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Statement of Chairman Dave Camp (R-MI) Hill Launch of the U.S. Business Coalition for TPP

April 18, 2012

(Remarks as prepared)

I would like to thank the U.S. Business Coalition for TPP for holding this event today to build support for TPP.

America’s future economic growth and prosperity depends on our ability to trade and invest more throughout the Asia-Pacific region.  This is why concluding the TPP negotiations is so crucial.  A successful TPP will deepen our economic relations in this fast-growing part of the world and allow us to connect our Asian and Latin American trading partners.  TPP will also provide the U.S. with a critical counterbalance to China’s influence in the region.  

Our vision is that TPP will combine the successes of past trade agreements with new approaches to meet the challenges to trade and investment in the 21st century.  Like our other trade agreements, TPP will open markets for U.S. goods, services, agricultural products, and investment by knocking down tariffs and other trade barriers.  It will also build on past work to eliminate discriminatory standards and rules, non-science based sanitary and phytosanitary standards, and inadequate protection of intellectual property rights.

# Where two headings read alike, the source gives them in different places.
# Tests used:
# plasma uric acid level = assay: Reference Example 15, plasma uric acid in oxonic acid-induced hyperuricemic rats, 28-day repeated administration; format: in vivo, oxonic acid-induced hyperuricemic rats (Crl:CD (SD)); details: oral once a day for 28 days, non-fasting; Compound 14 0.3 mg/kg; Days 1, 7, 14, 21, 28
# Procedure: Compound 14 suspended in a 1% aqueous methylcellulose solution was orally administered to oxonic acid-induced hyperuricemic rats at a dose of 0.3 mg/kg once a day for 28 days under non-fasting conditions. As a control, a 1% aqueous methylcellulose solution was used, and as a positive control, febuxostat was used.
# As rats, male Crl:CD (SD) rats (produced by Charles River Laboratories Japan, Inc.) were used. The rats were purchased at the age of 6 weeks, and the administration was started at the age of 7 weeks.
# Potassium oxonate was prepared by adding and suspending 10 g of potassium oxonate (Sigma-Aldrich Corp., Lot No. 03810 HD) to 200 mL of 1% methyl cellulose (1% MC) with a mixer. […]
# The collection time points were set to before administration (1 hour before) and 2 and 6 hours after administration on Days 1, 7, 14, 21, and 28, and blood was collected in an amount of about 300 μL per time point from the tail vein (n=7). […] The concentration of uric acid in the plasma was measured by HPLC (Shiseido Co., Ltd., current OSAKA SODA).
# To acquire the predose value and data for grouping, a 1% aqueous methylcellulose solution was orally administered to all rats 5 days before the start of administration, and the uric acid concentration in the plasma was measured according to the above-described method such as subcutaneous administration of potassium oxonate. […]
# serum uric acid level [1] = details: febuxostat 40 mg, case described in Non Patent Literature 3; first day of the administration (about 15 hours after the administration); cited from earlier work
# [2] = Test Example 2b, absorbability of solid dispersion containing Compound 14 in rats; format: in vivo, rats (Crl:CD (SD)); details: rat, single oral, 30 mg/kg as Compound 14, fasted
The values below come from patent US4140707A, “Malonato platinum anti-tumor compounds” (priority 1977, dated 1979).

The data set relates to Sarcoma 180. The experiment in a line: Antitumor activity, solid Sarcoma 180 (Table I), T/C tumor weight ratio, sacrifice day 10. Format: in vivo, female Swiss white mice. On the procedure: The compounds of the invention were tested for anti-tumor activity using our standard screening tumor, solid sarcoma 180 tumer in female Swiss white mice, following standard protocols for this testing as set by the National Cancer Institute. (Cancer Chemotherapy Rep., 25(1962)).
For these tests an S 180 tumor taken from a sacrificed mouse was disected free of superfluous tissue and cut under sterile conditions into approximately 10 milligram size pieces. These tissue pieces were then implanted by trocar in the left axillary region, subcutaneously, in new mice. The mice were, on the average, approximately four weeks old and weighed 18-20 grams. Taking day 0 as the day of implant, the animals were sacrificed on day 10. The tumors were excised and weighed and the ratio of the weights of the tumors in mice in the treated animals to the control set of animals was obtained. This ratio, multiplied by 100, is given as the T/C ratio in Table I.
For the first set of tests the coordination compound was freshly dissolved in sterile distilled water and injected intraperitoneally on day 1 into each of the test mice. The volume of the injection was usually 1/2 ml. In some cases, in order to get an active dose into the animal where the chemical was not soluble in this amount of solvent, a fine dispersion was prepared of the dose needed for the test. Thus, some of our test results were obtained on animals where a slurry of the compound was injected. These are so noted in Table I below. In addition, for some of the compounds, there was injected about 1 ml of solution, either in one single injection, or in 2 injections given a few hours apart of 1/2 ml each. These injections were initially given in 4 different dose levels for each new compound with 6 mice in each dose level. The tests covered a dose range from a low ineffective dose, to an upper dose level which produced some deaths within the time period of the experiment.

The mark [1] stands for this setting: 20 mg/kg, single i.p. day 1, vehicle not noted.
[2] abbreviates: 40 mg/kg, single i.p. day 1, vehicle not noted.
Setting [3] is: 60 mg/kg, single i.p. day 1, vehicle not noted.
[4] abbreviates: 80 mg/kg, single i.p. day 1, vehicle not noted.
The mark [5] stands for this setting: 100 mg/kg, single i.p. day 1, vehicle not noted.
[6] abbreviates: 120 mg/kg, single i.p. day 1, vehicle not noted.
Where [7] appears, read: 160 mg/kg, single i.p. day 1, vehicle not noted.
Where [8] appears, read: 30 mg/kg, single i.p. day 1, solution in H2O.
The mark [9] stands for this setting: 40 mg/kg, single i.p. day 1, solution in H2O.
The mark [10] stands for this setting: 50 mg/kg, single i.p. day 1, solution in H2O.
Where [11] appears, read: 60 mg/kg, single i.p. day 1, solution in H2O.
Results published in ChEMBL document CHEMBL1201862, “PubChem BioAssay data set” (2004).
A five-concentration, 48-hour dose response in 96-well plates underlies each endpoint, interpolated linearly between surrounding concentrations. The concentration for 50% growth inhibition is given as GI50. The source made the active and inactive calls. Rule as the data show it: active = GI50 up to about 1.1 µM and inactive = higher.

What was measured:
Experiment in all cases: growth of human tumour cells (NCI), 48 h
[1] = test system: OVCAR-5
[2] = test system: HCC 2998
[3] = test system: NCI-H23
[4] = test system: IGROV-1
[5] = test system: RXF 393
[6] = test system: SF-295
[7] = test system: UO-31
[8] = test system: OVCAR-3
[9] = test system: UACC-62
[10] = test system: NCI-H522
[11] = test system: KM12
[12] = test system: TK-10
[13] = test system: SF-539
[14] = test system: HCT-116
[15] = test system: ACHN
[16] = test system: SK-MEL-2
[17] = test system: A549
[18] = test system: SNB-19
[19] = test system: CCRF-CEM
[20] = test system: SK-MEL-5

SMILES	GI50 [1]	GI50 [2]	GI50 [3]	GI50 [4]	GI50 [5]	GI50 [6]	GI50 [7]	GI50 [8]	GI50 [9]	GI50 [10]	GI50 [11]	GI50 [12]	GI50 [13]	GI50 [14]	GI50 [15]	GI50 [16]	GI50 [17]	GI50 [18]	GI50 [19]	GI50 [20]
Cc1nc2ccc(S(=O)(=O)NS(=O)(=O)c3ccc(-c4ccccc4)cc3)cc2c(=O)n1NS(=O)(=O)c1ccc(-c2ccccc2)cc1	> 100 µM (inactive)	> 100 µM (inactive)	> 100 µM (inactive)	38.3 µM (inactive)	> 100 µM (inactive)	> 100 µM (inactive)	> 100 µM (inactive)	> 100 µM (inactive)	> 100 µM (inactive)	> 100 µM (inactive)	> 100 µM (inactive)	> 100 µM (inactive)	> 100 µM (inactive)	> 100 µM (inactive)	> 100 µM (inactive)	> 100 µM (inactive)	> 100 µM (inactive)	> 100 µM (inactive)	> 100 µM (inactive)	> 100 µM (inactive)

I see TPP as a 21st-century agreement, tackling cross-cutting and new emerging issues to streamline trade and define economic competition in the future.  These issues include improving foreign regulatory practices, recognizing the importance of efficient supply chains, and addressing market distortions by state-owned enterprises.

Another strength of the TPP is that countries willing to meet its standards can join over time.  As a result, I welcome the interest expressed by Canada, Japan, and Mexico in joining TPP.  However, new entrants must not result in lowering the ambition of TPP or delaying its conclusion.  Each of the potential new TPP members must also be willing to resolve any outstanding bilateral issues.  Allowing these issues to remain unresolved is contrary to the high standards and high ambition of TPP.

Trade Promotion Authority is also needed for TPP, to provide certain rules for Congressional consideration.  I support TPA for any President because it gives us the tools to move more job-creating trade agreements.

My hope is that the TPP talks are finished quickly this year.  We can’t afford to slow down our efforts toward achieving a robust agreement.  We have the momentum and the ambitious initiatives to make this year a banner year for trade.  That is why we need to quickly conclude a high standard, 21st century TPP agreement as quickly as possible.